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Jalan Kajeng, Ubud - Ricefields

Friday 7 January 2011, by Wolf

When coming to Ubud for the first time, one would assumed the green environment would provide plenty of possibility for running : across the rice paddies and jungle patches.

However, the dense and dangerous traffic on the roads, and the fact that the tracks are uncharted, make running in reality quite difficult. For example, the tracks provided for "hiking" in the Lonely Planet, one would think are suitable for running as well. But one of the tried tracks appeared to be closed by a "gate", and a so-called "guide" requesting passing fee beside. Another track was non practicable for running because to narrow (rice paddy walk) and to steep. Alongside with another "guide" demanding money.

The track tested here is the optimal one for someone staying in the touristic part of Ubud : the starting point is in the town center, next to the market place : at Kajeng Road heading north. The increasingly narrow path is public and leads first across rice paddies and later through the jungle.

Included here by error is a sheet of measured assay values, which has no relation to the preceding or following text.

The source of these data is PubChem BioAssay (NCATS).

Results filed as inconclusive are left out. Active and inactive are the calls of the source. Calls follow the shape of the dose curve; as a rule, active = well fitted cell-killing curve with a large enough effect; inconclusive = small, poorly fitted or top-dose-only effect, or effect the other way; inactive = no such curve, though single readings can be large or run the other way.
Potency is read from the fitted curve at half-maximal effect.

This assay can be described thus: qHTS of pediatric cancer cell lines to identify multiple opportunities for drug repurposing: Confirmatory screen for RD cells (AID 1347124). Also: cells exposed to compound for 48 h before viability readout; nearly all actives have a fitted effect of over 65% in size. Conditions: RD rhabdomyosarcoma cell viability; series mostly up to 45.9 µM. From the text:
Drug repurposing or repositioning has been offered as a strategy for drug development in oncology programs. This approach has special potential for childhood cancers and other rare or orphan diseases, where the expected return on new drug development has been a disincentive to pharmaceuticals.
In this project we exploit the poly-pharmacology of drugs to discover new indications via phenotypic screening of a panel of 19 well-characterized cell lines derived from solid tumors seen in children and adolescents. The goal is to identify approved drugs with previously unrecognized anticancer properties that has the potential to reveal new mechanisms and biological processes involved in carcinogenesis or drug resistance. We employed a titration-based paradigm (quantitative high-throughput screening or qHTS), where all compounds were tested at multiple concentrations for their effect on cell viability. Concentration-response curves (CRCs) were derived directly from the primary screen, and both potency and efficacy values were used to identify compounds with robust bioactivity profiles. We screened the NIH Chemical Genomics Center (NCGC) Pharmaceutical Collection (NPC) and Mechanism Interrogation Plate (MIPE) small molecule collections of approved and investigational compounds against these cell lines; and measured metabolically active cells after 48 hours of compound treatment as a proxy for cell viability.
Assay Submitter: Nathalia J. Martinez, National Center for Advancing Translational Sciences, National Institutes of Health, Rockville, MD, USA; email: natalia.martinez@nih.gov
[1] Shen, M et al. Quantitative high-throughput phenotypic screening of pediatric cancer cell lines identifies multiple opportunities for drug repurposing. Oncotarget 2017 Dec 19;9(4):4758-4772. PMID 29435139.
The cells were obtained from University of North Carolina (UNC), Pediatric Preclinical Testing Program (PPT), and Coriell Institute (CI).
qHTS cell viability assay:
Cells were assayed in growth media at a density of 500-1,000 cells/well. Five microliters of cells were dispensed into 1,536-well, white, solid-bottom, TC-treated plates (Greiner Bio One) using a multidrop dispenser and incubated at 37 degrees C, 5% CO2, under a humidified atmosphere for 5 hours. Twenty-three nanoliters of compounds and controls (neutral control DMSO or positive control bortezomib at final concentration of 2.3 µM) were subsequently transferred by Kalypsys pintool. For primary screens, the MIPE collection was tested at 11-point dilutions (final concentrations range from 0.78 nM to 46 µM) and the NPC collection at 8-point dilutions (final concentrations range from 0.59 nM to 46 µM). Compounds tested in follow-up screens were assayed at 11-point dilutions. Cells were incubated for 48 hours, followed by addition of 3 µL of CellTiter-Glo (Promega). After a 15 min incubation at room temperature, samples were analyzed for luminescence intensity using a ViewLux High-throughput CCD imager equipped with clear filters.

How to get there:

Best ask for the market place and Jalan Kajeng (Kajeng Road). The town is small so almost everything is walking distance.

The track: Starting at Kajeng road, head the relatively quite road up and north, until the track gets more narrow and only motor cycles can continue to pass. Then continue until the last buildings of Ubud disappear and the rice paddies start. The track increasingly narrows, and the surface changes from concrete to dirt just before you enter the forest. In the jungle strip (left and right you still have the rice paddies) you keep heading north, running along the irrigation system canal. The total track length is at least 3km, but possibly you can head further north. So two way it makes 6km. The profile is relatively flat, at times it may be a little difficult to run as the track can run extremely narrow and there are sometimes fallen trees on the way.

Water point: There are none.

Google Maps: Kajeng Road on Google Maps.

Download the KML to display the track in Google Earth.

Keyhole Markup Language - 10.5 kb

Good to know: At times snakes may be encountered in the rice paddies, especially in the early morning. Watch your feet.

Before scaring everyone off, this is not the track itself, just a view from the track.

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